However, Yeltsin’s order to dismiss Skuratov had to be confirmed by the Russian Duma, or parliament. Throughout 1999, the Duma stalled, meaning that Skuratov continued to pose a threat to Yeltsin and several powerful oligarchs at the time.[17] In these circumstances, Putin may have seen a chance to fulfil his political ambitions. If Yeltsin would agree to confer on him a formal political appointment and transfer political power into his hands, he could use his power to secure Yeltsin’s immunity from prosecution.

Yeltsin appointed Vladimir Putin prime minister of Russia in August 1999. Later the same year, Yeltsin stepped down, naming Putin acting president on New Year’s Eve 1999. Putin subsequently won his first presidential election in March 2000.[18] His presidential campaign was highly controversial. He did not appear in any of the political debates, avoiding the risk that any of his statements might be publicly challenged. Rather, he tapped his former intelligence contacts to secure the full support of the state television channel (PBS) and of those private media companies which had national coverage. As soon as he won the elections, Putin pardoned Yeltsin for any possible misdeeds and granted him total immunity from prosecution – and even from being searched and questioned – for any and all actions committed while in office.[19]

Read more in the next article

 

This article was created with the support of the Fund for the Promotion of Pluralism and Diversity of Electronic Media within the project “Media Reality” – Developing and Encouraging the Media Literacy Programme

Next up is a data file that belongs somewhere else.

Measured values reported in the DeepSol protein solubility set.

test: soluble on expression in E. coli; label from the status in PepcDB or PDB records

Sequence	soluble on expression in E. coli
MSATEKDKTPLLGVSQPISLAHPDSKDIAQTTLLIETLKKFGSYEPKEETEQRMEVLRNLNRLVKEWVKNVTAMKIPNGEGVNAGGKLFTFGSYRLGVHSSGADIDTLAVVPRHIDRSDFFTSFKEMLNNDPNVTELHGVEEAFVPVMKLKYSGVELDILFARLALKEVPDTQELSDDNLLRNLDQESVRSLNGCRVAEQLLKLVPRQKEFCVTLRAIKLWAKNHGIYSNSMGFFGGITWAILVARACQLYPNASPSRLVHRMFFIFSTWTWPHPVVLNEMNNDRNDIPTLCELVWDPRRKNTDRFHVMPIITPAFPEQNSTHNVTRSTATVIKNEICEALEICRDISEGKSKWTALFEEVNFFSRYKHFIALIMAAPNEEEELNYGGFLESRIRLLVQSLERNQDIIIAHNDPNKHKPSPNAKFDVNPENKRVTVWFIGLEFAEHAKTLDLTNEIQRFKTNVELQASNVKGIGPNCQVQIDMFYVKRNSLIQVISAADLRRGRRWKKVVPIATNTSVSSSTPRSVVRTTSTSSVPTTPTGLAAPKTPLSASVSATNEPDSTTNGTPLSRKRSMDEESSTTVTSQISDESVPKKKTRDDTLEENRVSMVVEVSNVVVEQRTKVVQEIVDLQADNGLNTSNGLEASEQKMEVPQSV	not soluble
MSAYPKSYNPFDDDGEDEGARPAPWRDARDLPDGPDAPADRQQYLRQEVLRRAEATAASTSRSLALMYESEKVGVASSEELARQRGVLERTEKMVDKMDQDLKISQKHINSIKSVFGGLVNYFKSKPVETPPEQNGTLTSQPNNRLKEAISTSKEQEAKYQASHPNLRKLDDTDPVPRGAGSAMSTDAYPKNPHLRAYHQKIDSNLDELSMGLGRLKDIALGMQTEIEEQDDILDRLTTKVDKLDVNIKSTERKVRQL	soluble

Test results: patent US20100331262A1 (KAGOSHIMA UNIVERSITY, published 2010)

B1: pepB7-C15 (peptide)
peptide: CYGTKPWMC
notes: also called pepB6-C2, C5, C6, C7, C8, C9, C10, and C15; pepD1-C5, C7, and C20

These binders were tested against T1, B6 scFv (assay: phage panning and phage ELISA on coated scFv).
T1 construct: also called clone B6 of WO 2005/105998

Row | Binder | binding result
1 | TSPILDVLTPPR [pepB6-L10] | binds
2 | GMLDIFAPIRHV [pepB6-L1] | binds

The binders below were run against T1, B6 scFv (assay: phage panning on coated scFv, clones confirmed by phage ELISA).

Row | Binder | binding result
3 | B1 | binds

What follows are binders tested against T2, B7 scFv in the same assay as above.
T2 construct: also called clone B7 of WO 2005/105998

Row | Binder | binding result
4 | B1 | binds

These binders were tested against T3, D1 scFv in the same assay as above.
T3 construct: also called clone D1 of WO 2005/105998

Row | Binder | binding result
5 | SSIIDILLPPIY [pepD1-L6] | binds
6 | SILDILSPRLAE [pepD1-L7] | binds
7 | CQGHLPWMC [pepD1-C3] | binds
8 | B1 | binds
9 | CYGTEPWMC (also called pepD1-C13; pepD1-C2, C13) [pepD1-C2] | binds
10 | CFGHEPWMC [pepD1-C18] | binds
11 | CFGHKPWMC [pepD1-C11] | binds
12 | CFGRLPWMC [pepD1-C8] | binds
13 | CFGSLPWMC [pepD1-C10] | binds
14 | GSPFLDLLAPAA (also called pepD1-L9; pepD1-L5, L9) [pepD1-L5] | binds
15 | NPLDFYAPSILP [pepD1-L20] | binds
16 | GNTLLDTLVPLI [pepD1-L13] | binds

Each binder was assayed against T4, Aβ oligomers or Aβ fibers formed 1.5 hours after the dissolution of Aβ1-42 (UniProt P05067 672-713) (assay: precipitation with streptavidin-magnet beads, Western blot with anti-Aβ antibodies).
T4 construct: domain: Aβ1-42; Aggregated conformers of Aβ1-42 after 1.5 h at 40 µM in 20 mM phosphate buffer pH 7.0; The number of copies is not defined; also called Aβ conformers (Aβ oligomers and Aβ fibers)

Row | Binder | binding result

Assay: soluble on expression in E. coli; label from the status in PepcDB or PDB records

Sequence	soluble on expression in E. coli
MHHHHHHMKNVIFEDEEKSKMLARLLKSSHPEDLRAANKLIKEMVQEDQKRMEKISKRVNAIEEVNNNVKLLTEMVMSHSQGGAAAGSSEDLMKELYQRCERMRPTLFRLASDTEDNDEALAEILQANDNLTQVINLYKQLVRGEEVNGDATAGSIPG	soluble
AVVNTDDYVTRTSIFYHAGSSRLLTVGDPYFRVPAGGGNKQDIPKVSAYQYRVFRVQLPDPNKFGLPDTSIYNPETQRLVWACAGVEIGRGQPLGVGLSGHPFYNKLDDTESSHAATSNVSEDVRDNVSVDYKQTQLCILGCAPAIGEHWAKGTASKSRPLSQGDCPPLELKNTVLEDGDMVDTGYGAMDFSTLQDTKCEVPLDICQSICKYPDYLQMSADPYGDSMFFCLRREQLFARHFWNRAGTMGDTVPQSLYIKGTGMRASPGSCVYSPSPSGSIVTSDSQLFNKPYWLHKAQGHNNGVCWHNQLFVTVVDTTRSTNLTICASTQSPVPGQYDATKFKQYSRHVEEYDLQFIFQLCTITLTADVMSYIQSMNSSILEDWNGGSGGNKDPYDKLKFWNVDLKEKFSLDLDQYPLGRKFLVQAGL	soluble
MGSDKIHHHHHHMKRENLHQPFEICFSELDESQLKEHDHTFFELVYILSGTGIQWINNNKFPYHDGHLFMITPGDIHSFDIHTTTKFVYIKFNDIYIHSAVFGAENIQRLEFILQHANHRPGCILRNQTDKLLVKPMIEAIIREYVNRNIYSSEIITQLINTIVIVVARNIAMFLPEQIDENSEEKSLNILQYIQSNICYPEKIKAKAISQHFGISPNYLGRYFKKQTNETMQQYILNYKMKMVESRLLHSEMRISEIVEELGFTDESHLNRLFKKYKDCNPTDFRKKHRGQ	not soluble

Connected articles: TRUMP’S CODE: Making Money on Populist Disorder IIITRUMP’S CODE: Making Money on Populist Disorder IITRUMP’S CODE: Making Money on Populist Disorder I

 

[1] The Economist (2015) America lifts its ban on oil exports. [online]. Available at: https://www.economist.com/news/finance-economics/21684531-light-sweet-compromise-puts-end-crude-market-distortions-america-lifts [Accessed 10 Jul. 2018].

[2] Ashford, E. (2015) Why lifting oil export ban can help U.S. foreign policy. Reuters, [online]. Available at: http://blogs.reuters.com/great-debate/2015/10/06/why-lifting-oil-export-ban-can-help-u-s-foreign-policy/ [Accessed 10 Jul. 2018].

[3] Eurostat (2018) EU imports of energy products – recent developments. [pdf]. Available at: http://ec.europa.eu/eurostat/statistics-explained/pdfscache/46126.pdf [Accessed 10 Jul. 2018].

[4] Authors’ own computation based on the Eurostat database.

[5] Eurostat (2018) Extra-EU imports total and from Russia, 2017 updated. [online]. Available at: http://ec.europa.eu/eurostat/statistics-explained/index.php?title=File:Extra-EU_imports_total_and_from_Russia,_2017_updated.xlsx&oldid=380702 [Accessed 10 Jul. 2018].

[6] Eurostat (2018) Extra-EU imports total and from Russia, 2017 updated. [online]. Available at: http://ec.europa.eu/eurostat/statistics-explained/index.php?title=File:Extra-EU_imports_total_and_from_Russia,_2017_updated.xlsx&oldid=380702 [Accessed 10 Jul. 2018].